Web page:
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Audit Risk Platform Adds ESG Functions of Use to Investors

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A regulatory risk assessment platform for UK-based auditors has been upgraded with ESG functions that can be used in financial institutions’ due diligence processes.

RegTech provider Ideagen has made it possible for clients to isolate non-financial reporting requirements from a broader checklist of compliance expectations of companies large and small. The functionality has been created because UK sustainability regulations are embedded in a complex variety of laws that firms often struggle to identify.

The platform is mostly used by auditors to help their own clients navigate the many regulations with which they must comply. But Tina Whitington, senior technical accountant at Nottingham, UK-based Ideagen, said the new service would be useful for financial firms as they look for potential investments or for risk screening.

“It’s about what an entity has to disclose in their annual report and financial statements at the year end, so if I’m an investor I might use the tool to identify what I’m expecting to see in their accounts,” Whitington told ESG Insight.

“All the non-financial information is normally included with financial data – the full things you need to have in your annual report. The new ESG checklist was designed to enable people to pull out just the non-financial information more easily at the beginning.

Regulatory Push

Ideagen is among companies that are using technology to help companies overcome an anticipated swathe of sustainability regulations in the UK and across the world. As the impacts of global warming become more apparent, and the financial industries rise to provide solutions, regulators are putting frameworks in place to ensure capital is fairly allocated by investors.

The regulatory push is also stimulating the generation of more data, which is in turn helping investors identify the projects and companies best suited to supporting efforts to address the climate crisis. The European Union’s Sustainable Financial Disclosures Regulation (SFDR), for instance, compels financial institutions to report data on the assets they own or manage.

While the UK has no sustainability-specific regulation yet, companies are still obliged to report on aspects of their ESG performance through statutes such as listing rules, the Companies Act and Disclosure Guidance and Transparency Rules.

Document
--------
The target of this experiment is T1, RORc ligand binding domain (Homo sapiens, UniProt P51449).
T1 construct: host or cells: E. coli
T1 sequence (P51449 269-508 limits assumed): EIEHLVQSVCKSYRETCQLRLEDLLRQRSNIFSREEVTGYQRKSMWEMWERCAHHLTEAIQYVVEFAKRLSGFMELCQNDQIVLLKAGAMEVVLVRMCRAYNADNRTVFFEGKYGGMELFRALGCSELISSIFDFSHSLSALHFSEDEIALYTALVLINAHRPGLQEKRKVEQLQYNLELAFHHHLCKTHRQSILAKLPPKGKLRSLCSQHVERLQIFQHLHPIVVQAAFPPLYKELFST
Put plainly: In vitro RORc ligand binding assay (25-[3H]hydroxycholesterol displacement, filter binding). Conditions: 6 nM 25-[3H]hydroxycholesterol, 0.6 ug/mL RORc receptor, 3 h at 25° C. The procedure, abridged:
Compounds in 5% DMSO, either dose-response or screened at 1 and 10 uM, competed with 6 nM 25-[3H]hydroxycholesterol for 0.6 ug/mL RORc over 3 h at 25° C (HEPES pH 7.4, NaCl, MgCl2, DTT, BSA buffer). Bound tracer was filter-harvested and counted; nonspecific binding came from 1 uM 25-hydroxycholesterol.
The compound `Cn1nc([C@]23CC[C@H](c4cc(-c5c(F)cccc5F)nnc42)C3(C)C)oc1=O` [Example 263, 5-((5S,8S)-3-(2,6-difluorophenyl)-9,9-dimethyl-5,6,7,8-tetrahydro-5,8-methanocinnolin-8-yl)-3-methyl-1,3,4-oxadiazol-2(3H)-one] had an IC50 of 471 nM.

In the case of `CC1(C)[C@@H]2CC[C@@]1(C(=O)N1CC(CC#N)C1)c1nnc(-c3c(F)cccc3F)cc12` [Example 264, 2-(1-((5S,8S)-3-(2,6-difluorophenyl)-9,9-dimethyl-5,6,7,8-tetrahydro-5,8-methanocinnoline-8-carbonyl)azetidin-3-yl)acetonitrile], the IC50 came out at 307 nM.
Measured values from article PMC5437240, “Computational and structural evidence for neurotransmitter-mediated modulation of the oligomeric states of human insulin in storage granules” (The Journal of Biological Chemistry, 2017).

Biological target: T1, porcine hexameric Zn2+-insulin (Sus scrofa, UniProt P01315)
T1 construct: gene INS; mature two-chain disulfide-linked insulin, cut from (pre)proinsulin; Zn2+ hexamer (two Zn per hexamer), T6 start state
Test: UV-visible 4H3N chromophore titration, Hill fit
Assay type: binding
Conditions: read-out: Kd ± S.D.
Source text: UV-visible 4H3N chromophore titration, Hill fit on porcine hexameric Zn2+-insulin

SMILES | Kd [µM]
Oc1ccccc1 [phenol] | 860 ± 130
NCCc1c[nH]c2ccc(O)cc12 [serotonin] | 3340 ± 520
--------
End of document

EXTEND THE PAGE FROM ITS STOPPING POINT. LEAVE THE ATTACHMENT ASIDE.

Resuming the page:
Ideagen’s platform, called Pentana Disclose, has been created to enable companies to avoid censure for missing disclosure obligations. It generates reports from a checklist of questions that are designed to establish what regulations a company is subject to. Users input data on the company and Ideagen’s technology can identify the applicable laws and regulations.

The reports can be used to help financial institutions identify the ESG regulatory risks of a company or asset issuer.

“For a particular type of entity, they’re thinking of investing in they can run the report and see what they should expect to find” in the company’s annual report, said Whitington.

The checklist report will also give an indication of where companies are going beyond their regulatory obligations to report more ESG information than required. This, said Whitington, would give additional direction towards potential investments early in the due diligence process.


Ideagen expects the new addition to its service will help companies to avoid accusations of greenwashing by giving them the tools to be transparent in their financial reports.

“Greenwashing is not caused by companies trying to hide what they’re doing,” said Whitington. “It’s just that they don’t really know what they’re supposed to be doing and they end up either giving too much information or not enough of the right information.”

The platform is regularly updated to take account of new legislation that will have an impact on companies’ compliance processes. Among developments being closely watched by Ideagen is the International Sustainability Standards Board, which is expected to announce its reporting standards framework in the summer.

“When that kicks in, that’s going to be quite detailed,” said Whitington. “There’s going to be a lot of stuff to do depending on your industry – and it’s going to be, I think, quite unnerving for a lot of the smaller companies who aren’t used to looking at it.”

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